It’s not until relatively recently that we’ve fully understood the mental health condition known as Post-Traumatic Stress Syndrome (PTSD). PTSD is more common than most people think. Not all trauma is PTSD, but all PTSD results from unhealed trauma. Trauma can vary from an unexpected loss to emotional, physical, or sexual abuse and exposure to conditions (voluntary or involuntary) that the mind is not equipped to tolerate, including natural disasters. Child and adults both suffer this condition. Most veterans who’ve been exposed to extreme battle conditions suffer PTSD.
PTSD is easily diagnosed and can be treated. It could be acute or chronic, depending on the severity of the trauma and the treatment. The main (lasting) symptoms include:
When something traumatic happens, we go into a state of emotional overdrive and shock. Sometimes fear or horror can be so overwhelming that we can’t grasp what’s happening. So, the brain protects us by shutting down or going onto auto-pilot. But just because you go through a critical situation with little emotion doesn’t mean it’s not stored in your unconscious.
A flashback occurs whenever you’re faced with a similar situation, and you find yourself having a panic attack, uncontrollable shaking, or roller coaster emotions. For example, if you were shot at, you could have any or all these symptoms whenever you hear a loud bang or even see a gun. Another example is someone who suffered physical abuse and can’t stand to see a violent movie or a child of an alcoholic who hates to be around people who drink because of the intense emotions these situations evoke.
Not all nightmares are due to PTSD, but recurring nightmares often result from reliving unresolved trauma. It’s also the mind’s way of healing things too difficult to face in a waking state. PTSD nightmares are usually an (unwanted) replay of the same event we’re trying to forget.
People with PTSD experience random, free-floating, undefined fears and uncertainties. They rarely, if ever, feel safe. Any reminder of the original trauma can trigger severe anxiety. People who have PTSD are hypervigilant and always guarded against a perceived attack. Their minds are always imagining dangerous scenarios without provocation. Sometimes the fears turn into panic attacks followed by a racing heart, shortness of breath, and shaking. Often, people with these symptoms are prescribed medication that helps lessen the symptoms but doesn’t resolve the underlying cause of the anxiety. One of the dangers of most anti-anxiety medication is that it is addictive, resulting in two problems instead of one.
If you experience these symptoms, you could have PTSD. If so, it is crucial to get the right kind of help. Though it’s extremely difficult to relive the emotions that created the PTSD, it’s the only way to heal. Instead of avoiding or medicating the feelings, sit with them. They won’t destroy you. Holding in feelings is destructive, and those emotions will always come out sideways, often at others, or turn into depression or rage. Some people journal or use art to get out their unresolved pain. Only you know what works best for you. As hard as it is to revisit old pain, carrying it around will only keep you stuck in the very emotions you’re trying to avoid.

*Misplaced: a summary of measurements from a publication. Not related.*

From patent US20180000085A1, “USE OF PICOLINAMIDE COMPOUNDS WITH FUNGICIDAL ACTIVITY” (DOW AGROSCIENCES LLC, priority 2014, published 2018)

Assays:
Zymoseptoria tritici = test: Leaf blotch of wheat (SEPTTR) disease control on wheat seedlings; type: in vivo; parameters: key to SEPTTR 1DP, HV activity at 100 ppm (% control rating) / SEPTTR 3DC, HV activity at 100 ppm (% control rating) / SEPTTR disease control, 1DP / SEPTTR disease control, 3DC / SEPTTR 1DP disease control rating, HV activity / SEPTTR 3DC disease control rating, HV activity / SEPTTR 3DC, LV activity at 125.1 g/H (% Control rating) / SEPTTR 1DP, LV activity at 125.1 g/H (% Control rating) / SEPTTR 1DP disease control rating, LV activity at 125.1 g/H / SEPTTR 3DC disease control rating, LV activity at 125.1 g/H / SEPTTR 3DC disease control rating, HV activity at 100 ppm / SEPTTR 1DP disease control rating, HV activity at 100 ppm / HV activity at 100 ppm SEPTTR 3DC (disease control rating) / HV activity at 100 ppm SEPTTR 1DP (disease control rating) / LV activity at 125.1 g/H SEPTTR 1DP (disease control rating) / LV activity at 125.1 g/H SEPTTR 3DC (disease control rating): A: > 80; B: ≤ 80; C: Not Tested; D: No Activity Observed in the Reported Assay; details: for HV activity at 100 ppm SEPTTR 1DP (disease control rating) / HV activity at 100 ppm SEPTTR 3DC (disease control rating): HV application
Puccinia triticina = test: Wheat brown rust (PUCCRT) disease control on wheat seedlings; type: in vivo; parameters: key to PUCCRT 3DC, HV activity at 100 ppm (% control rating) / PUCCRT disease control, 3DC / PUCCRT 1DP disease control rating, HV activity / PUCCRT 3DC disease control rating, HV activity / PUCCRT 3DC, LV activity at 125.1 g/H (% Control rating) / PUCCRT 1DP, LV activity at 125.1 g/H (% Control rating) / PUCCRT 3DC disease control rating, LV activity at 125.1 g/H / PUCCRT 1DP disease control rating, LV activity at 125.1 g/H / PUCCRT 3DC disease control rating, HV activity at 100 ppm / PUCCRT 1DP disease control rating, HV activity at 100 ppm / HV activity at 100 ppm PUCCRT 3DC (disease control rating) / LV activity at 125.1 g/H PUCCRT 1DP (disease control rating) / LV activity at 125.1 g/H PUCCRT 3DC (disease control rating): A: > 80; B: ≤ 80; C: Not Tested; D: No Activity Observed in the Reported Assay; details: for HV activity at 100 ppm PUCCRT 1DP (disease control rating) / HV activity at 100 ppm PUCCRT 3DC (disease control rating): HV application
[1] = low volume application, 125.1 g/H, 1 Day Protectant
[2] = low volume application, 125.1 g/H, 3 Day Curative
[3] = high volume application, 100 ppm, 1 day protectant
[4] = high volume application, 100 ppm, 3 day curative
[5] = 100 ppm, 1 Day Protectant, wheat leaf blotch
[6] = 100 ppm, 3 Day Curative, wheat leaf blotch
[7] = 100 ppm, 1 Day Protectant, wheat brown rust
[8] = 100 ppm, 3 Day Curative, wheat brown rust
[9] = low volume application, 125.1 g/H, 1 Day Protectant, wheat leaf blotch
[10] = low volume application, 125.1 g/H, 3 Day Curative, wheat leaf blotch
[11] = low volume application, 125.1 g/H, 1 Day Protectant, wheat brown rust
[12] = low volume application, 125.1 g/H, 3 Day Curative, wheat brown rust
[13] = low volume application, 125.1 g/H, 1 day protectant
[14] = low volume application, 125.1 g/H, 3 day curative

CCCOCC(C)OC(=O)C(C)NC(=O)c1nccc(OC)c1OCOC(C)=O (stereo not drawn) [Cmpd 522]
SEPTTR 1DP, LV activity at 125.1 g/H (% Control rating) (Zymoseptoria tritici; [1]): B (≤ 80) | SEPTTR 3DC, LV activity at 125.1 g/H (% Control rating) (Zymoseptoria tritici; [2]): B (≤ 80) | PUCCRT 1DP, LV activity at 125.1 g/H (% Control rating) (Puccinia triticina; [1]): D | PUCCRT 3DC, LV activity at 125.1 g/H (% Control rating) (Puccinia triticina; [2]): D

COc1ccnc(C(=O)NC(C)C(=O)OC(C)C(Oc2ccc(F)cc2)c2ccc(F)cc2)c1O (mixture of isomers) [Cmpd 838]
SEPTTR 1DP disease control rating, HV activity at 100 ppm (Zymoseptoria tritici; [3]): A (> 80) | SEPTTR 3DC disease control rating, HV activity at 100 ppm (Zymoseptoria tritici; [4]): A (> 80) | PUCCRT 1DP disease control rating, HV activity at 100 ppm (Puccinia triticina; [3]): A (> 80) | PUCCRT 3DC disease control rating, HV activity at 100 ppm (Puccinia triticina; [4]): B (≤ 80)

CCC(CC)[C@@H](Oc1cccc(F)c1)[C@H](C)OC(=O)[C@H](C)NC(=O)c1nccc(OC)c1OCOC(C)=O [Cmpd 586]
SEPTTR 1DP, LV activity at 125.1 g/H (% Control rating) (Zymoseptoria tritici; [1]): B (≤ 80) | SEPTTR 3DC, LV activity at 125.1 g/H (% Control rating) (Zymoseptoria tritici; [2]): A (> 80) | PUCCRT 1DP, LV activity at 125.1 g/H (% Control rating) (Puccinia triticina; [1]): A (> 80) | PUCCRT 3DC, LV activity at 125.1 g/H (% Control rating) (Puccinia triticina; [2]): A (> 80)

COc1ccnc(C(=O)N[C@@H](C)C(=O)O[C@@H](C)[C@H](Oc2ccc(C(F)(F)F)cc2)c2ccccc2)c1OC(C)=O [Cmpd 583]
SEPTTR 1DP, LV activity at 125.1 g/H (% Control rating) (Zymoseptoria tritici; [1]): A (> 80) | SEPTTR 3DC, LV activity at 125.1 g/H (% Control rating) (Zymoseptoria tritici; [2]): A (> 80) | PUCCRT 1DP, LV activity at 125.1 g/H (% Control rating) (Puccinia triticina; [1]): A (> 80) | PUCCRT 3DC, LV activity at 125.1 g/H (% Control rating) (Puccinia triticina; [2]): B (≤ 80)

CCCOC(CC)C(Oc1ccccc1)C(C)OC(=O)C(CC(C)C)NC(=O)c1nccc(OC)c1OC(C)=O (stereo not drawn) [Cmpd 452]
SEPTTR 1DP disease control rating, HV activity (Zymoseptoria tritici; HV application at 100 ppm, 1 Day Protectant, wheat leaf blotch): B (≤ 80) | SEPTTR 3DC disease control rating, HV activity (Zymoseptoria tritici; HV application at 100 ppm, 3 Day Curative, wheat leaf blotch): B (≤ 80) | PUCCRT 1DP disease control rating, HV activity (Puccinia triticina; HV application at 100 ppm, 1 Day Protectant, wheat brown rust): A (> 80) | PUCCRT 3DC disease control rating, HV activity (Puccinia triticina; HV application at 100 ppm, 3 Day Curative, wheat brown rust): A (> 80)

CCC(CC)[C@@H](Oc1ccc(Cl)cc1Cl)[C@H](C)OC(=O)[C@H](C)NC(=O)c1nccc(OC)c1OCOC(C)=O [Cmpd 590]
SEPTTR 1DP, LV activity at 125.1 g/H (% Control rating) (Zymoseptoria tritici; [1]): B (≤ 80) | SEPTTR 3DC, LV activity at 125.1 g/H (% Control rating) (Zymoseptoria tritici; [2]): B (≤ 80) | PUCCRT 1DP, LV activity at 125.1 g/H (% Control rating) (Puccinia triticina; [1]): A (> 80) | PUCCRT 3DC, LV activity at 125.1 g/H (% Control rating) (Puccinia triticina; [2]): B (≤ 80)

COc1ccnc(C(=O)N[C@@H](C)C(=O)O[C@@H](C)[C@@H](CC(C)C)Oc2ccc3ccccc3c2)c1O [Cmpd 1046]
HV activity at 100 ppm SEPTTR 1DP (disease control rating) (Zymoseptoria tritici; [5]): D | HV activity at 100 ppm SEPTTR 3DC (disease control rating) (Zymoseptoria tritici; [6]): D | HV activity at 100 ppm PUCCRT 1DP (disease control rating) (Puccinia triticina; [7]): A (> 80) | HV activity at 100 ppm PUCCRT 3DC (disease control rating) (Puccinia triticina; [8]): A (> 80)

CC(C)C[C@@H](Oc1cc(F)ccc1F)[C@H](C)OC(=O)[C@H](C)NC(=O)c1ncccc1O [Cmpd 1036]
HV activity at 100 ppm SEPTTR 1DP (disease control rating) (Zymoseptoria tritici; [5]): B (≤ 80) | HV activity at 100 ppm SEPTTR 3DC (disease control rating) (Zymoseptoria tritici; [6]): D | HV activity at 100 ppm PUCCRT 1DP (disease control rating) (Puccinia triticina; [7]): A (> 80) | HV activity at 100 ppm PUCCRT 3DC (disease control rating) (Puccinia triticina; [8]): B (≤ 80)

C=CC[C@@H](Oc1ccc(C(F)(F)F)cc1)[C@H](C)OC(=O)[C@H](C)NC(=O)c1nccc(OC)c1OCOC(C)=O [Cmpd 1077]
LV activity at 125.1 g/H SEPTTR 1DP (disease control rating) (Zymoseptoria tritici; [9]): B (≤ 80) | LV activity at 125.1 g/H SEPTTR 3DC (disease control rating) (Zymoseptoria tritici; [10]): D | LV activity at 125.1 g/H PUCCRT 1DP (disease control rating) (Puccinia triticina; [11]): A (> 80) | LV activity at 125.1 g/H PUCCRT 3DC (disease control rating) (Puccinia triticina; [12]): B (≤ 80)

There’s plenty of help available. Some therapists specialize in treating trauma and PTSD. There are also support groups (free and otherwise) available online.
Most importantly, just because you feel crazy doesn’t mean you are. Something crazy happened to you, and if you have PTSD, you’re reliving that insanity. It’s only normal to have abnormal reactions to life when exposed to highly abnormal situations. However, you can heal with the right kind of help and patience with yourself. Then, you can resume your role in life and even use those past experiences to help others.
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Dr. Donna Marks has been an author, consultant, public speaker, and psychotherapist for over thirty years. She was licensed as a Mental Health Counselor in 1987 and then certified in Addiction, Gestalt Therapy, Hypnosis, Sex Therapy, and Psychoanalysis. She currently has a concierge psychotherapy practice in Palm Beach, Florida.
She has appeared on numerous podcasts and local television. She is the author of two books, Learn Grow Forgive – A Path to Spiritual Success, and Exit the Maze: One Addiction, One Cause, One Solution (revised), and winner of multiple book awards. Her next book, The Healing Moment: Seven Keys to Turn Messes into Miracles, will be released in 2023.
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